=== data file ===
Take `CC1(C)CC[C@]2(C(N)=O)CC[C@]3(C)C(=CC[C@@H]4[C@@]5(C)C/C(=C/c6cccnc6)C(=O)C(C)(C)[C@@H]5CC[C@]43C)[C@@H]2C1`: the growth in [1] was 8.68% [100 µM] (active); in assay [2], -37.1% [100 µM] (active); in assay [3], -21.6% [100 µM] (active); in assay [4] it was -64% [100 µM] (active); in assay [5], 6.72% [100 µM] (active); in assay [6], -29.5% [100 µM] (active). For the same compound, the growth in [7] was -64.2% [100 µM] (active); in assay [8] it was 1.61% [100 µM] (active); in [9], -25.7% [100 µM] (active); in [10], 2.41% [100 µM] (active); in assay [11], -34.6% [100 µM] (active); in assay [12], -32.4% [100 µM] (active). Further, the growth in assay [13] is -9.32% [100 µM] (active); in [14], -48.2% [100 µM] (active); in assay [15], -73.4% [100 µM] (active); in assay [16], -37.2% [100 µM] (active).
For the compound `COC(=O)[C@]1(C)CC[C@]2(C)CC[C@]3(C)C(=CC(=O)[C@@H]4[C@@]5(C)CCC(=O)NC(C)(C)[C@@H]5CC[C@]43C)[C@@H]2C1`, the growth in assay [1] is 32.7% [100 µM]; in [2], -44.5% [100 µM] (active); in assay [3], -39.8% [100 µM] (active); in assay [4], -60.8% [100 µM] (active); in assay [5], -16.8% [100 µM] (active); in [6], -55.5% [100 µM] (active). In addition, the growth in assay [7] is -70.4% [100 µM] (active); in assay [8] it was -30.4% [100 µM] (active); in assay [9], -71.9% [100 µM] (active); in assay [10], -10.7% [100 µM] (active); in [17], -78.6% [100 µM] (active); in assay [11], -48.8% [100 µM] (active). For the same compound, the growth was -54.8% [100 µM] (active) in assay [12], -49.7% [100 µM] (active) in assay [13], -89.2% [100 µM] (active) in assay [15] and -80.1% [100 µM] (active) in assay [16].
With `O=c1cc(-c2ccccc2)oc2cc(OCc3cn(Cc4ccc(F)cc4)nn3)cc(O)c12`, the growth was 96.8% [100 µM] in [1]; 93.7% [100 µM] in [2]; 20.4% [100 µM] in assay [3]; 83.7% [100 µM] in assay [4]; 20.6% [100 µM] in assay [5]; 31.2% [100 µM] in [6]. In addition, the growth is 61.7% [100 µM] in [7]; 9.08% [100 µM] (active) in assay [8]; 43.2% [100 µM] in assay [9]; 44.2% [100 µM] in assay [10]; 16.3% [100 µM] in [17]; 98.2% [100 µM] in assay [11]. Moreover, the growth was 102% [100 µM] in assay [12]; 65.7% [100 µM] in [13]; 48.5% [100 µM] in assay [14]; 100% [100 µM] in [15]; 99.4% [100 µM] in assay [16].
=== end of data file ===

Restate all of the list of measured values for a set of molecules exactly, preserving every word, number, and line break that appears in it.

Take `CC1(C)CC[C@]2(C(N)=O)CC[C@]3(C)C(=CC[C@@H]4[C@@]5(C)C/C(=C/c6cccnc6)C(=O)C(C)(C)[C@@H]5CC[C@]43C)[C@@H]2C1`: the growth in [1] was 8.68% [100 µM] (active); in assay [2], -37.1% [100 µM] (active); in assay [3], -21.6% [100 µM] (active); in assay [4] it was -64% [100 µM] (active); in assay [5], 6.72% [100 µM] (active); in assay [6], -29.5% [100 µM] (active). For the same compound, the growth in [7] was -64.2% [100 µM] (active); in assay [8] it was 1.61% [100 µM] (active); in [9], -25.7% [100 µM] (active); in [10], 2.41% [100 µM] (active); in assay [11], -34.6% [100 µM] (active); in assay [12], -32.4% [100 µM] (active). Further, the growth in assay [13] is -9.32% [100 µM] (active); in [14], -48.2% [100 µM] (active); in assay [15], -73.4% [100 µM] (active); in assay [16], -37.2% [100 µM] (active).
For the compound `COC(=O)[C@]1(C)CC[C@]2(C)CC[C@]3(C)C(=CC(=O)[C@@H]4[C@@]5(C)CCC(=O)NC(C)(C)[C@@H]5CC[C@]43C)[C@@H]2C1`, the growth in assay [1] is 32.7% [100 µM]; in [2], -44.5% [100 µM] (active); in assay [3], -39.8% [100 µM] (active); in assay [4], -60.8% [100 µM] (active); in assay [5], -16.8% [100 µM] (active); in [6], -55.5% [100 µM] (active). In addition, the growth in assay [7] is -70.4% [100 µM] (active); in assay [8] it was -30.4% [100 µM] (active); in assay [9], -71.9% [100 µM] (active); in assay [10], -10.7% [100 µM] (active); in [17], -78.6% [100 µM] (active); in assay [11], -48.8% [100 µM] (active). For the same compound, the growth was -54.8% [100 µM] (active) in assay [12], -49.7% [100 µM] (active) in assay [13], -89.2% [100 µM] (active) in assay [15] and -80.1% [100 µM] (active) in assay [16].
With `O=c1cc(-c2ccccc2)oc2cc(OCc3cn(Cc4ccc(F)cc4)nn3)cc(O)c12`, the growth was 96.8% [100 µM] in [1]; 93.7% [100 µM] in [2]; 20.4% [100 µM] in assay [3]; 83.7% [100 µM] in assay [4]; 20.6% [100 µM] in assay [5]; 31.2% [100 µM] in [6]. In addition, the growth is 61.7% [100 µM] in [7]; 9.08% [100 µM] (active) in assay [8]; 43.2% [100 µM] in assay [9]; 44.2% [100 µM] in assay [10]; 16.3% [100 µM] in [17]; 98.2% [100 µM] in assay [11]. Moreover, the growth was 102% [100 µM] in assay [12]; 65.7% [100 µM] in [13]; 48.5% [100 µM] in assay [14]; 100% [100 µM] in [15]; 99.4% [100 µM] in assay [16].